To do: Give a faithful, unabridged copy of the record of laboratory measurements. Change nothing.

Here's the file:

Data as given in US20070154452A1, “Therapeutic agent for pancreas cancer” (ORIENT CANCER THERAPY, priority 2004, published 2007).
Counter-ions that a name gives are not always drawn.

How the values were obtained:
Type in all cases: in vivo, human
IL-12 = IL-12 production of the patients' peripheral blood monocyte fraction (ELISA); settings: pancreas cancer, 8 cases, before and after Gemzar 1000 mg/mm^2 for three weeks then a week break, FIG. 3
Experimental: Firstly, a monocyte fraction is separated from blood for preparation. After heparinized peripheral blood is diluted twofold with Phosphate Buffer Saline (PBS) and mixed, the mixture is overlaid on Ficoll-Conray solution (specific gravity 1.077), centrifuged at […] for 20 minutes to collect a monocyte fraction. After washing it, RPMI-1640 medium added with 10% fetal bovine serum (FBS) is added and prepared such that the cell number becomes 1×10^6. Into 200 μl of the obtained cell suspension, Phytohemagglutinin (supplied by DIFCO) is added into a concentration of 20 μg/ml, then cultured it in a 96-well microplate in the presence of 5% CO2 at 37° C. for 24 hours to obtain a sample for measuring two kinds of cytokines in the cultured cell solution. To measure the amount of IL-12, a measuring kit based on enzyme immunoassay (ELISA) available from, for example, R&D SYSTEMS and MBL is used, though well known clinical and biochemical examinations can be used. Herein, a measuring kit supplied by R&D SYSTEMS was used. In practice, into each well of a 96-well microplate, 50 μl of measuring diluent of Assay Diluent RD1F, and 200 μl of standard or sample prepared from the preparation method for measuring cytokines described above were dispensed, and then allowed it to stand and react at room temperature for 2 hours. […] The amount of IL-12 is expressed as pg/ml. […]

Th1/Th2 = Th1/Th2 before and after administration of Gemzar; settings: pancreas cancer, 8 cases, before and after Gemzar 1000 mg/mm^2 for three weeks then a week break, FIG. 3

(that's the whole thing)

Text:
Data as given in US20070154452A1, “Therapeutic agent for pancreas cancer” (ORIENT CANCER THERAPY, priority 2004, published 2007).
Counter-ions that a name gives are not always drawn.

How the values were obtained:
Type in all cases: in vivo, human
IL-12 = IL-12 production of the patients' peripheral blood monocyte fraction (ELISA); settings: pancreas cancer, 8 cases, before and after Gemzar 1000 mg/mm^2 for three weeks then a week break, FIG. 3
Experimental: Firstly, a monocyte fraction is separated from blood for preparation. After heparinized peripheral blood is diluted twofold with Phosphate Buffer Saline (PBS) and mixed, the mixture is overlaid on Ficoll-Conray solution (specific gravity 1.077), centrifuged at […] for 20 minutes to collect a monocyte fraction. After washing it, RPMI-1640 medium added with 10% fetal bovine serum (FBS) is added and prepared such that the cell number becomes 1×10^6. Into 200 μl of the obtained cell suspension, Phytohemagglutinin (supplied by DIFCO) is added into a concentration of 20 μg/ml, then cultured it in a 96-well microplate in the presence of 5% CO2 at 37° C. for 24 hours to obtain a sample for measuring two kinds of cytokines in the cultured cell solution. To measure the amount of IL-12, a measuring kit based on enzyme immunoassay (ELISA) available from, for example, R&D SYSTEMS and MBL is used, though well known clinical and biochemical examinations can be used. Herein, a measuring kit supplied by R&D SYSTEMS was used. In practice, into each well of a 96-well microplate, 50 μl of measuring diluent of Assay Diluent RD1F, and 200 μl of standard or sample prepared from the preparation method for measuring cytokines described above were dispensed, and then allowed it to stand and react at room temperature for 2 hours. […] The amount of IL-12 is expressed as pg/ml. […]

Th1/Th2 = Th1/Th2 before and after administration of Gemzar; settings: pancreas cancer, 8 cases, before and after Gemzar 1000 mg/mm^2 for three weeks then a week break, FIG. 3